Ye Ethiopian Restaurant, which debuted in November east of the Delmar Loop, features a traditional East African menu with beef, lamb, chicken and vegetarian options served with fresh injera – a sourdough-risen flatbread meant to be torn into pieces and used to scoop food.
The venture comes from chef-owner Teddy Argaw. In 2009, the Ethiopian native was operating a similar venture in the metro area called Selam Ethiopian Restaurant, which he sold after three years. Subsequently, Argaw opened this new restaurant, named after a moniker of his brother, Naty, who now lends a hand in the business behind the scenes.
“This is a family-oriented restaurant,” Argaw says. “We welcome anybody that wants to try Ethiopian food. I love cooking and making sure the customers love it.”
Ye Ethiopian Restaurant fills the 4,000-square-foot space previously occupied by It’s A Wrap Health Food & Fitness Bar, with more than a dozen tables and booths beside a bar. The logo and interior feature the primary colors of the Ethiopian flag, green, yellow and red.
In the kitchen, Argaw cooks with kibe, spiced, clarified butter with such flavorings as Ethiopian-grown chilies, ginger, garlic, onions, basil, bishop’s weed (which resembles thyme) and powder of ensete plants (which resemble banana trees). It almost goes without saying that enjoying any of his dishes would make a fine culinary prelude to attending a performance of Fences from The St. Louis Black Repertory.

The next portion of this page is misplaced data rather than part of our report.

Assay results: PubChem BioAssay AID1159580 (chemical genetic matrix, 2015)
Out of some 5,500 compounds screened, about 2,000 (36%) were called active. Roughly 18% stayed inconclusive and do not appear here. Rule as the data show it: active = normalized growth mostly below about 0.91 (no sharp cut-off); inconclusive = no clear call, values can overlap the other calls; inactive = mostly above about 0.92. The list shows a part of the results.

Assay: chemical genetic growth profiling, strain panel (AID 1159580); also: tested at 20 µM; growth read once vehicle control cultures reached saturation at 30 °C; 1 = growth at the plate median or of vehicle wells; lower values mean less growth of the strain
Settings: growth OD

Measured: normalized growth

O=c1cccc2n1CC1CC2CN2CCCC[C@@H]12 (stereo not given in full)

Specialties include national dishes like Argaw’s family recipe for kitfo, an entrée made of lean ground beef mixed with coriander, mitmita (a hot spice blend) and kibe. Another highlight, zilzil tibs, known as the Teddy Special, comprises beef strips in red chili pepper sauce, served on a hot skillet. Appetizers include sambusas with chicken, ground beef or a vegetarian blend of lentils, onions and jalapeño.
Guests can order beef, lamb and vegetarian plates à la carte or in various combinations. The largest meat and vegetable combination platter, for instance, comprises spiced beef stew, mild lamb tibs, chicken tibs, fried beef, spicy split lentils, string beans and carrots, collard greens and yetimatim selata (tomato salad).
Additional options include whole fried tilapia with rice and salad, as well as spaghetti with tomato or meat sauce. In the future, Argaw hopes to acquire a liquor license to serve beverages like Ethiopian beer and honey wine. Avocado and mango juice also will be available.
“I want to bring good food and our culture to the community,” Argaw says. “People want to try new things. And here, the customer is always king.”
Ye Ethiopian Restaurant, 5916 Delmar Blvd., St. Louis, 314-361-9202, yeethiopianrestaurant.com